“When you have single platform environments like Nintendo 8-bit, basically all you do is what Nintendo tells you to do, back then at least. When you have a multi platform world, that increases the leverage of the third party publishing companies, because you can take your goods from one place to the other.” ` Frank Gibeau, EVP at Electronic Arts.
When sales figures were released in 2003, Electronic Arts noticed that Nintendo was only a small percentage of their sales. In fact, they decided to provide only a few sports games for the upcoming GameCube console. The games that were released on the GameCube were allowed to incorporate characters such as Mario into them, hoping that the icons would l increase sales to the hardcore Nintendo Audience. Sadly, it did not work as planned.
Over time, EA and Nintendo seemed to just tolerate each others cockiness in the market, only playing together to keep lines of communication open in case something within the industry would change and require them to team up on a bigger scale. Like they say, Keep your friends close, but your enemies closer. Despite their uneasy friendship, Electronic Arts’ slogan, “Challenge Everything” seems to be directed towards Nintendo.
When Nintendo released the Wii, EA decided to increase their support of the unique console and ecstatically their titles jumped to the top of the charts. Finally, both companies were playing nicely and sales were rising. In fact, EA sports decided to put most of their focus on the Wii. With the success of the Sports games on the Wii, EA decided to “experiment” with Dead Space Extraction after noticing that other third party developers were struggling on the console. Their theory was that many gamers owned a Wii, PS3, and Xbox 360 and those gamers would play more mature games on the more powerful consoles, instead of the Wii. So, they released Dead Space Extraction on all three consoles. However, the Wii version would be advertised more and the version would be very different/improved from the other two console versions. Sadly, the Wii version of the game only sold 9000 copies in its first week. The experiment proved to EA that the Wii was not a good platform for mature games, and they pulled the plug on titles such as Godfather II.
EA’s sales on the Wii slowly declined and EA placed more focus on Sony and Microsoft. However, with the announcement of the Wii U, EA decided to give Nintendo its full support in the next gen console. Rumors quickly surfaced that EA tried to convince Nintendo to use Origin for its online service (as though they are the expert in online gaming-despite Origin’s less than ethical practices), and Nintendo declined to do so. It wasn’t long after that EA’s ecstatic partnership dwindled. It seemed that once again, the two were fighting. The bickering was further escalated when EA updated their Origin T0S to incorporate the Wii U:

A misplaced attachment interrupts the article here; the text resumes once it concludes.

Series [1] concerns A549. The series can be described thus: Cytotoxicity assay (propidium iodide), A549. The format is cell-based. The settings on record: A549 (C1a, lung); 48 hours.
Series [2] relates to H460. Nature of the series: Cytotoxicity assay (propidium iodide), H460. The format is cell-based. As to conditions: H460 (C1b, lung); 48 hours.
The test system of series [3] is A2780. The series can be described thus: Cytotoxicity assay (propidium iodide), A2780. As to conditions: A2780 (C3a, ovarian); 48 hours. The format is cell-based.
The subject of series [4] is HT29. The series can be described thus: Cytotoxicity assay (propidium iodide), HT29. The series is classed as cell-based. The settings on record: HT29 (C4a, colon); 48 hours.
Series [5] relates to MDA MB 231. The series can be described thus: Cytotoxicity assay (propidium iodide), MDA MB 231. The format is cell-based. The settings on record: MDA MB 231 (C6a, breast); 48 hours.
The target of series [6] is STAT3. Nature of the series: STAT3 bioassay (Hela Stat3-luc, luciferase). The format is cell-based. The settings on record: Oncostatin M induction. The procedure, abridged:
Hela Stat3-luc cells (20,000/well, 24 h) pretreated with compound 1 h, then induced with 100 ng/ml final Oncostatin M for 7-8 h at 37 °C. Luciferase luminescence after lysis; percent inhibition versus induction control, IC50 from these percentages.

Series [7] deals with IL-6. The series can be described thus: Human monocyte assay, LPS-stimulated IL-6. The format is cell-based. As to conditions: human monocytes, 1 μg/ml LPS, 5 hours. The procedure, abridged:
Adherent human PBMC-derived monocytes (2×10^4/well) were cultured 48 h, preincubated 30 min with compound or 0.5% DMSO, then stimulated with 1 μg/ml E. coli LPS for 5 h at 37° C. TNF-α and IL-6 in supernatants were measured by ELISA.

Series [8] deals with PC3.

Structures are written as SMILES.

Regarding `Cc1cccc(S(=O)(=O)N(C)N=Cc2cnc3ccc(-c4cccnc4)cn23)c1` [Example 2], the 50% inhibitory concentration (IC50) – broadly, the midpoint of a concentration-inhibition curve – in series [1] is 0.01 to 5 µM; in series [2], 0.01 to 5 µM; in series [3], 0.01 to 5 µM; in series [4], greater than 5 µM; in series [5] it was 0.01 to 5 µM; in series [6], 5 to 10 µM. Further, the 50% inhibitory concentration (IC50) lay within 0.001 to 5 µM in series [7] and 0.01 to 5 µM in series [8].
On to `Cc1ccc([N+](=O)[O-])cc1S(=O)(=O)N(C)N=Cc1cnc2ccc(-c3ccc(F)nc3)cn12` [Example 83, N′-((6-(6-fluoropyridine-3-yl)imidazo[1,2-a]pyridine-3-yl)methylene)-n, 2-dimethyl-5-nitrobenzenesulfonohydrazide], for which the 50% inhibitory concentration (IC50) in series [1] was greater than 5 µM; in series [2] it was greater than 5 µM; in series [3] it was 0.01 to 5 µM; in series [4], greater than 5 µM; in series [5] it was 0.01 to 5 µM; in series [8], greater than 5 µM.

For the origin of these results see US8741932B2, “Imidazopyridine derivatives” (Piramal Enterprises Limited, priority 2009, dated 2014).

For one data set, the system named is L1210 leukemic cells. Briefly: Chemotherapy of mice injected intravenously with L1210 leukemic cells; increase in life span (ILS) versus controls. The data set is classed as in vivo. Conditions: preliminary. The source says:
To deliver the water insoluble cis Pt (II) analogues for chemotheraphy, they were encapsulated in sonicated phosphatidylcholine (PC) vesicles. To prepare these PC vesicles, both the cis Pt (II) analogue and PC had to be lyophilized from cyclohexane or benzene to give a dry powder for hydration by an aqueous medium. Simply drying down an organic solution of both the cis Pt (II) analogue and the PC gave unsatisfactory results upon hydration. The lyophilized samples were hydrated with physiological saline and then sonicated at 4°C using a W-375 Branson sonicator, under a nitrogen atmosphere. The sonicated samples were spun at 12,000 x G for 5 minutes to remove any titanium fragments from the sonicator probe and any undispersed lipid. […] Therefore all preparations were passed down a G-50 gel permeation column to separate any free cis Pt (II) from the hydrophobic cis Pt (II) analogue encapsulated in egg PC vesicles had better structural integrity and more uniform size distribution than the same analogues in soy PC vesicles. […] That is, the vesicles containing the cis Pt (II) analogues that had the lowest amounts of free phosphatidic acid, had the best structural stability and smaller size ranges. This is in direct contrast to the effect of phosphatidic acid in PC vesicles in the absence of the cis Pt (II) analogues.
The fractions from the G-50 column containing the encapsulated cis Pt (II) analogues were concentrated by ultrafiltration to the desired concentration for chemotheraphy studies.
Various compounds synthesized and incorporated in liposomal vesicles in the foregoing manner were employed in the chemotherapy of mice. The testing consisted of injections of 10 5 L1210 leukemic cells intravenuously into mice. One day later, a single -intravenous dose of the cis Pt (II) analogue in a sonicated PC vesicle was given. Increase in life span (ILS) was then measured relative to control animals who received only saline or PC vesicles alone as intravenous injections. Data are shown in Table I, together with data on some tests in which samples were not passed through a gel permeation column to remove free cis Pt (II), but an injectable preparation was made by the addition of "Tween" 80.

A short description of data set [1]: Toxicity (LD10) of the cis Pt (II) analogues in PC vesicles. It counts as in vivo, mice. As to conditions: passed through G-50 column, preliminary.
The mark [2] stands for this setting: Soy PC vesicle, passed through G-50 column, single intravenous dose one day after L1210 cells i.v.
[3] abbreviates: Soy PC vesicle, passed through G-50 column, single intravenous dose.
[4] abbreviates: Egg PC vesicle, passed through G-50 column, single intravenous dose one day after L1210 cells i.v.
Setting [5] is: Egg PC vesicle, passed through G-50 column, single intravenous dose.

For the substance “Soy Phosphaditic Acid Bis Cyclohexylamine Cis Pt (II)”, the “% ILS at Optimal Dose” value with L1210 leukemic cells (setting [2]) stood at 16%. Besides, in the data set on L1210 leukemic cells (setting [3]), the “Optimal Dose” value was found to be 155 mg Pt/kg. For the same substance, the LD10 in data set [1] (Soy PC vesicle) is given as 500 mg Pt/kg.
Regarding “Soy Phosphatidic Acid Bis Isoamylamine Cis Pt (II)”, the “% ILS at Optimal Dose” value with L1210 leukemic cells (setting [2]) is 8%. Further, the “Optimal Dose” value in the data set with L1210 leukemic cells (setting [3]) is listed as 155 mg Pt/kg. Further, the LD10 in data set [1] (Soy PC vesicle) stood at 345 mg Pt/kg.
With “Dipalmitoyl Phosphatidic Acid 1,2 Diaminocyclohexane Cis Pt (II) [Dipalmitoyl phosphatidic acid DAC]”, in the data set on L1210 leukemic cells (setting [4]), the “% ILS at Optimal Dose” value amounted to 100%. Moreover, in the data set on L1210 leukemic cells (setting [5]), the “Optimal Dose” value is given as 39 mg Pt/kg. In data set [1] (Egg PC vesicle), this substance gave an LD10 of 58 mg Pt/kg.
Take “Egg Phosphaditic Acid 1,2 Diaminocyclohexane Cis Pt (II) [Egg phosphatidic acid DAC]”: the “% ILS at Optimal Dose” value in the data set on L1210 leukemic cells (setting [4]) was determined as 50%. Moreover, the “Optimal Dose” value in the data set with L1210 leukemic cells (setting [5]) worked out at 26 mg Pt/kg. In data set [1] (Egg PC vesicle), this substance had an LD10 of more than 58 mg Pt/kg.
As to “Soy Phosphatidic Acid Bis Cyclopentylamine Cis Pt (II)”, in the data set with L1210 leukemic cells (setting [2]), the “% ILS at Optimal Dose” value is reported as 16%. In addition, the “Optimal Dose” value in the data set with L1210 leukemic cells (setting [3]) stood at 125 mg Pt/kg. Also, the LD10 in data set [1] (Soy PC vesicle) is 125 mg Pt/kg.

If you sign up to play EA games through a Nintendo Wii U console, your Nintendo account information will be provided to EA so that we can establish an Origin Account for you. You need an Origin Account to play EA’s titles online. By signing up to play EA’s titles, you agree that limited user account information can be transferred to EA. Information transferred to EA includes your Mii information, email address, Nintendo Network ID, friend list, country, language and date of birth but does not include credit card number or other financial account information.
It is worth noting that this policy is very similar to the ToS regarding Xbox 360 and PS3. However, it is a slight slap in the face to Nintendo, as it does still require use of the Origin engine on their console, just not on the scale that was desired.
The spat between Nintendo and EA hit another peak when a practically complete Crysis 3 was pulled from the Wii U line-up.
“We did have Crysis 3 running on the Wii U. We were very close to launching it. But there was a lack of business support between Nintendo and EA on that. Since we as a company couldn’t launch on the Wii U ourselves — we don’t have a publishing license — Crysis 3 on Wii U had to die.” ~Yerli
In the end, I am not sure if the rocky relationship will ever fully heal between the two juggernauts. But I think one thing is clear, neither EA nor Nintendo needs each other to survive in the gaming marketplace. However, if the two did reconcile their differences, work together on common ground, they would be an unstoppable force. With the retirement of John Riccitiello, it is unknown how the two companies will play together in the future, although some think it will get worse as John was one of the few allies within EA.
In my opinion, Nintendo should do all it can to mend its relationship wit EA in an attempt to bring some closure to the feud. EA is a powerful company, and their vocal tirades against Wii U’s slow start are heard by many in the gaming industry and could feed many rumors that are out there. However, I also feel that in response to Electronic Arts unwillingness to step down from their pedestal, Nintendo should embrace the Indie developers and other small developers and provide them the tools to step up to the bully and show EA that they are not the only company out there that can do what they do.
What are your thoughts? Will EA start playing nice with new leadership under their roof, or will the feud get more out of control than the Hatfields and McCoys?
Sources: Game informer, business weekly, Bloomberg, Venturebeat,